Re: The dualism between Mind and Matter in relation to Artificial

Subject: Re: The dualism between Mind and Matter in relation to Artificial
From: Pramit Sarma (
Date: Tue Apr 18 2000 - 20:49:41 MET DST

One of the greatest system differences between the
Mind-and-Body/Matter (MBM) on one side; and with Algorithm and
Implementation-Hardware/AI-Matter (AIHAIM) is this (Matter := Hardware):

The Bio-Matter (BM) is itself intelligent. The AI-Matter (AM) is not.
Further, there exists an additional parallel processor-set of the
Autonomous Nervous System (ANS) which is near-independent of the
Mind-Brain (MB) and its distributed system, the Central Nervous System
(CNS). The MB/CNS + ANS act on the BM. Over and above, the MB/CNS and
themselves are interlinked, often in ways that modern medical science is
still somewhat murky about. Therefore right at the outset there exists a
defined hierarchy of intelligence.

Here, the MB > CNS > ANS > BM, although in a possibly fuzzy overlap.
These hierarchical levels of interfaces are also unique to the MBM;
and along with the unusually high "BM-IQ" contributes greatly to the
performance including areas where AM are distinctly lacking as of now:
eg. multiple levels of re-configurability in the MBM = {MB,CNS,ANS,BM}

This has many implications:

(1) There is massively parallel but low-level computing in the BM. It
significantly reduces the computational/algorithmic load on the
MB. This is augmented and complemented by the ANS. This intelligence
hierarchy makes the MB task implementations far more robust. The MB then
can function in a supervisory rather than direct implementatory mode.

(1A) Current levels of AIHAIM only begin to literally scratch the
surface, although they clearly move in the general direction.
It is noteworthy that the AI software/algorithms (AISA) have been
developing quite fast: Neural Nets (NN), Fuzzy Sets/Logic (FSL),
Evolutionary Algorithms (EA), and Intelligent Agents (IA), inter alia.
At the same time, "dumb" hardware has also been developing quite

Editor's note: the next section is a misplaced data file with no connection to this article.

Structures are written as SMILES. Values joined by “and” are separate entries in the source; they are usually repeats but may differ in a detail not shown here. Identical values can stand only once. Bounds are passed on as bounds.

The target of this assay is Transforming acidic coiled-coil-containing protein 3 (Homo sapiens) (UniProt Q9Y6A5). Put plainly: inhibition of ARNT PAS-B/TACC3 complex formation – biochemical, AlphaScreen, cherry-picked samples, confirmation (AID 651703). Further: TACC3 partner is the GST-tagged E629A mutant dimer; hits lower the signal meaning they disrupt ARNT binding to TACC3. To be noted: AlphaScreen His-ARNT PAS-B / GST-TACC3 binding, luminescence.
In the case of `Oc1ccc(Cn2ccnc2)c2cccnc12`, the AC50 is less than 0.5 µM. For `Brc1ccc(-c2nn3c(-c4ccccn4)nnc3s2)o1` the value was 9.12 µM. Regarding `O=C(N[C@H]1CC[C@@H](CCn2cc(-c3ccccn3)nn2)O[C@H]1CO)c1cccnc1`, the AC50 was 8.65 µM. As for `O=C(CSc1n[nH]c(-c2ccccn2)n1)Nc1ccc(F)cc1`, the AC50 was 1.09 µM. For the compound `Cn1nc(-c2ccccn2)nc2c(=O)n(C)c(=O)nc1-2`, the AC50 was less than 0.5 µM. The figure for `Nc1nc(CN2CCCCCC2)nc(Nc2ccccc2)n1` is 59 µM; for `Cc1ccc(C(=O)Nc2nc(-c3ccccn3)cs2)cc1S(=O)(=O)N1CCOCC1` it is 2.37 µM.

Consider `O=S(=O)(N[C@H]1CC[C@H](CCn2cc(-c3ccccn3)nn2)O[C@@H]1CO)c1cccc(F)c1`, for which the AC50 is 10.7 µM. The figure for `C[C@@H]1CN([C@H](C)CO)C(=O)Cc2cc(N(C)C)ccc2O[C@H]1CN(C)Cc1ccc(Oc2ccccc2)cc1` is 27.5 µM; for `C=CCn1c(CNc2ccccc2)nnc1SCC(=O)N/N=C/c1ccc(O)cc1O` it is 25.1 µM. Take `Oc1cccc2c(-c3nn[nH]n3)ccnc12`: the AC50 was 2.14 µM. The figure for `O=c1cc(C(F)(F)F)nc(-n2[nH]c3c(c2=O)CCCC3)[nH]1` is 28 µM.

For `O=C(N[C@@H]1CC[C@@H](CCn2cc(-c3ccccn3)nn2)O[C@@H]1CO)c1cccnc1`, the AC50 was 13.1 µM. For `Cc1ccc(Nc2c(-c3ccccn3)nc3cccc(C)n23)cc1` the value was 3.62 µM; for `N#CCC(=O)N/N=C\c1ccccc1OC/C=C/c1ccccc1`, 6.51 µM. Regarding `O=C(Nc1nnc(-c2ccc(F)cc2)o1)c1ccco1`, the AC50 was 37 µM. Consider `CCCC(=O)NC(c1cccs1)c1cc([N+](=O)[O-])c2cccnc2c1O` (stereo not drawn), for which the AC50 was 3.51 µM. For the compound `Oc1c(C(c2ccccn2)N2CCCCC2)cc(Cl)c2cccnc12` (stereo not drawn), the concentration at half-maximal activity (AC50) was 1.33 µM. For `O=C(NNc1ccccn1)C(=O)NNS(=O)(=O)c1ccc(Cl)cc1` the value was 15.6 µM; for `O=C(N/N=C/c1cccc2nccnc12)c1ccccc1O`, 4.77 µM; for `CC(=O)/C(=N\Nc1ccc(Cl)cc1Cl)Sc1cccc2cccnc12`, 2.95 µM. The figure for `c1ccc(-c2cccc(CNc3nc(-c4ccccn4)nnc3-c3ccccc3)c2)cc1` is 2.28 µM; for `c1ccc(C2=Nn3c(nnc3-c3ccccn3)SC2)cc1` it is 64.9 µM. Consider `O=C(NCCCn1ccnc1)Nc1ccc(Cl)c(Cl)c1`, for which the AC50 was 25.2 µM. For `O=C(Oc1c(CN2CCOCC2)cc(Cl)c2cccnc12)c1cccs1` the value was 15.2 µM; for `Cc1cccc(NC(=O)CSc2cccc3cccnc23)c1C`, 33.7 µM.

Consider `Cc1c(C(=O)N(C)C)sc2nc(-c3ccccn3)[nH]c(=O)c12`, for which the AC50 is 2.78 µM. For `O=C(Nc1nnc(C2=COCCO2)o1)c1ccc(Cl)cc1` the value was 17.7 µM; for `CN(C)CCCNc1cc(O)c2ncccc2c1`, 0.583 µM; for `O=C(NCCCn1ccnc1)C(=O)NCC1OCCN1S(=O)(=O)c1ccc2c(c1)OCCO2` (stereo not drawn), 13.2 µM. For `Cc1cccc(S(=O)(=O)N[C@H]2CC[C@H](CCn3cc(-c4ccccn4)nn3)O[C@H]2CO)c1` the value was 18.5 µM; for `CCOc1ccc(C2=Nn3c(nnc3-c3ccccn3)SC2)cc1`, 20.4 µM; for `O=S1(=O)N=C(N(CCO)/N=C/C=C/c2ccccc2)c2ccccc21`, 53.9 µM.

fast. By this, one means chip/board/processor speeds and ancillary
technologies. By the above comparisons, this per se is insufficient to
actualise technologies that allow AIHAIM to begin approaching those
extant in the MBM system.

(1B) It is reasonably clear that further "firmware-like" research is
necessitated to greatly boost the technology of truly smart materials,
that can interface with some equivalent of BM-IQ, say AM-IQ. The need to
boosted levels of AM-IQ for AIHAIM is clearly required. In fact, it is
almost definitely part of the essential synergy to provide the
energy" to push the technology over the tangible "techno-energy
potential hill"
currently standing. Currently published "smart materials" simply do not
seem to have the requisite AM-IQ, alone or even in concert.

(2) A key feature of the MBM robustness lies in the finite processing
power of the the BM with strong support structures from the ANS.

(2A) The ANS produces an additional intelligent but autonomous layer
between the MB and the BM, which causes another large level of MBM
processing power reduction. It is certainly a rather large reduction.
It is similar to the robust control of a complex technological plant,
but with distributed processors that only require at most occasional
external supervision. It has its own level of ANS-IQ, to admit
re-configuration, adaptation, and as a communication buffer.

(2B) The supervisory control systems of large/complex technological
installations today form only a thin approximation of this ANS-type
autonomy. Virtually all the current architectures are heavily biased
towards centralised M-IQ: the major fraction in the
central/quasi-decentralised computers; a small fraction in the local
processors (if they exist), and a very small fraction in the smart
(which often may not exist).

(3) Tremendous sensor/actuator redundancy (compared to the regular
AIHAIM construction) exists.

(3A) For example, a robot should be fully capable of completing a
task perfectly even with a fairly large number of malfunctions. Current
hard, even smart sensor, technology cannot sustain such enormous levels
of redundancy.

These points indicate the need for a strong shift in intelligent
technology. This is particularly in the areas of combined or "intensely
integrated intelligent systems" (IIIS).



========================================================================== Pramit 'Jake' Sarma

E-mail: [Res] [Lab] W-mail:

Processes + Control, Intelligent & Simulation Systems | P R O C I S S | {Systems + Mathematics}---{Real World Processes} ==========================================================================

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